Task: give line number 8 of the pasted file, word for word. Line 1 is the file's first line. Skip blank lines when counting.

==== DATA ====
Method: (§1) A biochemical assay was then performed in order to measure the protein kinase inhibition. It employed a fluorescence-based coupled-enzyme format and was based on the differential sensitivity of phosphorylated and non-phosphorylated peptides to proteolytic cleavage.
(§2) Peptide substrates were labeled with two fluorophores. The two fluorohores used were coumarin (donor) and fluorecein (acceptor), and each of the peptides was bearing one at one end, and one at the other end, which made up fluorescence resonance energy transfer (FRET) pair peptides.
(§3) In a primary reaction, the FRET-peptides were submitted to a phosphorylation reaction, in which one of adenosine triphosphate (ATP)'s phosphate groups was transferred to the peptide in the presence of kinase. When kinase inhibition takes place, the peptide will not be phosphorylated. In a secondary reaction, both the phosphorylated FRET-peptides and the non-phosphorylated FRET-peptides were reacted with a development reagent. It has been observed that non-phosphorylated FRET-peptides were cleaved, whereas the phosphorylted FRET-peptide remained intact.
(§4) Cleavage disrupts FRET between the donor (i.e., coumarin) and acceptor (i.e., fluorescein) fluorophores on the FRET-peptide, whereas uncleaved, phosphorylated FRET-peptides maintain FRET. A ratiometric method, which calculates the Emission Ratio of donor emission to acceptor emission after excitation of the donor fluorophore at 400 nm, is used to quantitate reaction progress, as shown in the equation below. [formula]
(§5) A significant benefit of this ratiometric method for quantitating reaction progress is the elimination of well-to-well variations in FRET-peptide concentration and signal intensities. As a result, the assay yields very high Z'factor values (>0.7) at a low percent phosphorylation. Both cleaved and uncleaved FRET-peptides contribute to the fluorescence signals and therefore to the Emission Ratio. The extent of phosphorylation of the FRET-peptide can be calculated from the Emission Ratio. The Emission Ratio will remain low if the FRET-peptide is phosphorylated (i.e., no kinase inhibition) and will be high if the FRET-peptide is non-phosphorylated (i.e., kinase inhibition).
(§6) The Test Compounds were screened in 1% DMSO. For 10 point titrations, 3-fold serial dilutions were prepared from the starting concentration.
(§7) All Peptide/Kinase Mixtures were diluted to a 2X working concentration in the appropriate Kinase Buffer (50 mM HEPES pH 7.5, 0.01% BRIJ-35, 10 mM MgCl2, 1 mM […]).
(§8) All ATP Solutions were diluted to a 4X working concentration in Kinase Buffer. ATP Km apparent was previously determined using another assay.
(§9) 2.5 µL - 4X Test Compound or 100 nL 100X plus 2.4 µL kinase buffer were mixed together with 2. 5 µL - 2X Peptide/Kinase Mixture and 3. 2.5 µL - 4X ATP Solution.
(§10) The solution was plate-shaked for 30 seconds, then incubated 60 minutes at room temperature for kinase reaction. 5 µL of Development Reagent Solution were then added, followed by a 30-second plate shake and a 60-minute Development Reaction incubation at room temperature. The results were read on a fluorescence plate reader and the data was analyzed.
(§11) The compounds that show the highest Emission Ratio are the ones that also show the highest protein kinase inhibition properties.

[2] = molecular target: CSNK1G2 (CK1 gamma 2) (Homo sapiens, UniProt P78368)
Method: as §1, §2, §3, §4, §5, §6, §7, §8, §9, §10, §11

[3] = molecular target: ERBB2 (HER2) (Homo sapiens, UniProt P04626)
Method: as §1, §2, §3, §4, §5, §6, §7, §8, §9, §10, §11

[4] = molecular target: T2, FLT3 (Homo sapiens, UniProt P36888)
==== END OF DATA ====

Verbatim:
(§8) All ATP Solutions were diluted to a 4X working concentration in Kinase Buffer. ATP Km apparent was previously determined using another assay.